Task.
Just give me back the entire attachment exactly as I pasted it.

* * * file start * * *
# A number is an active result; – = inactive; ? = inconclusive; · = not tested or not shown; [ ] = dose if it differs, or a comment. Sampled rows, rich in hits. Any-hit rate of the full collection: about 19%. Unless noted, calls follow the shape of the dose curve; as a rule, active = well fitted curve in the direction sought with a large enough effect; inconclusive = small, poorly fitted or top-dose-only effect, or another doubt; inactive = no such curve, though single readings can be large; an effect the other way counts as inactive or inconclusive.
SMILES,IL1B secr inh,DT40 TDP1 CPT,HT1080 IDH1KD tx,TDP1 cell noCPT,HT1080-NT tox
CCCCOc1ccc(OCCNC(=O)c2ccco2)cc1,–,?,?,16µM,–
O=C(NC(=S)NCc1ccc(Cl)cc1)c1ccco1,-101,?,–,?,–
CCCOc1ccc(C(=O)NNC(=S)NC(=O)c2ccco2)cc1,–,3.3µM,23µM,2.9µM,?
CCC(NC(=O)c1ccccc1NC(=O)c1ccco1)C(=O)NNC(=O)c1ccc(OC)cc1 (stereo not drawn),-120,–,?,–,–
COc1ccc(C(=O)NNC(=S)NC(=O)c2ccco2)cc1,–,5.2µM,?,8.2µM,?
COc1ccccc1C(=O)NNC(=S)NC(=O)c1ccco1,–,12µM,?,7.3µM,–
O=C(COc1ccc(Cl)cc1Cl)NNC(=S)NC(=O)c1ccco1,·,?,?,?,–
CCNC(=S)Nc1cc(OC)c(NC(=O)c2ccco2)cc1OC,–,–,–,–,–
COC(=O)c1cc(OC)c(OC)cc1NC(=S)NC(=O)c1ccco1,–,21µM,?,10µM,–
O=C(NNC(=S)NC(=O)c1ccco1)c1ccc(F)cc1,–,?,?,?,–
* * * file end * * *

# A number is an active result; – = inactive; ? = inconclusive; · = not tested or not shown; [ ] = dose if it differs, or a comment. Sampled rows, rich in hits. Any-hit rate of the full collection: about 19%. Unless noted, calls follow the shape of the dose curve; as a rule, active = well fitted curve in the direction sought with a large enough effect; inconclusive = small, poorly fitted or top-dose-only effect, or another doubt; inactive = no such curve, though single readings can be large; an effect the other way counts as inactive or inconclusive.
SMILES,IL1B secr inh,DT40 TDP1 CPT,HT1080 IDH1KD tx,TDP1 cell noCPT,HT1080-NT tox
CCCCOc1ccc(OCCNC(=O)c2ccco2)cc1,–,?,?,16µM,–
O=C(NC(=S)NCc1ccc(Cl)cc1)c1ccco1,-101,?,–,?,–
CCCOc1ccc(C(=O)NNC(=S)NC(=O)c2ccco2)cc1,–,3.3µM,23µM,2.9µM,?
CCC(NC(=O)c1ccccc1NC(=O)c1ccco1)C(=O)NNC(=O)c1ccc(OC)cc1 (stereo not drawn),-120,–,?,–,–
COc1ccc(C(=O)NNC(=S)NC(=O)c2ccco2)cc1,–,5.2µM,?,8.2µM,?
COc1ccccc1C(=O)NNC(=S)NC(=O)c1ccco1,–,12µM,?,7.3µM,–
O=C(COc1ccc(Cl)cc1Cl)NNC(=S)NC(=O)c1ccco1,·,?,?,?,–
CCNC(=S)Nc1cc(OC)c(NC(=O)c2ccco2)cc1OC,–,–,–,–,–
COC(=O)c1cc(OC)c(OC)cc1NC(=S)NC(=O)c1ccco1,–,21µM,?,10µM,–
O=C(NNC(=S)NC(=O)c1ccco1)c1ccc(F)cc1,–,?,?,?,–